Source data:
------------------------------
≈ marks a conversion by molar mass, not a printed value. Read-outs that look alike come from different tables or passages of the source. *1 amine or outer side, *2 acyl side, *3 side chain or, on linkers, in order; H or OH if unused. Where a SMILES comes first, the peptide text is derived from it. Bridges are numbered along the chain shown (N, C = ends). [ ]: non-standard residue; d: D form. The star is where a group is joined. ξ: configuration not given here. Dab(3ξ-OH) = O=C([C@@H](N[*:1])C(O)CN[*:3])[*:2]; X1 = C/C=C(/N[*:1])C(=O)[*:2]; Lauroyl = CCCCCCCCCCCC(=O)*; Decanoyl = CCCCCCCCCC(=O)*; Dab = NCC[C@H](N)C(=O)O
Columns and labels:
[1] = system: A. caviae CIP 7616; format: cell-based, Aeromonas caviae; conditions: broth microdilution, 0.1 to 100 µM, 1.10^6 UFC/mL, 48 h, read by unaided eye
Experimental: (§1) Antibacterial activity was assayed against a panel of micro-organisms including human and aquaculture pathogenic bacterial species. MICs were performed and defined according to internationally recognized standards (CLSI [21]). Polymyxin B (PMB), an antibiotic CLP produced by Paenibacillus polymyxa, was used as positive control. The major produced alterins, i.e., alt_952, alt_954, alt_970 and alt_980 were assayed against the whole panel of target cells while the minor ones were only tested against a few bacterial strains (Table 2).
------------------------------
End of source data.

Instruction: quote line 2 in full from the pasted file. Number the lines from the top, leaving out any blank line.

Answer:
Columns and labels: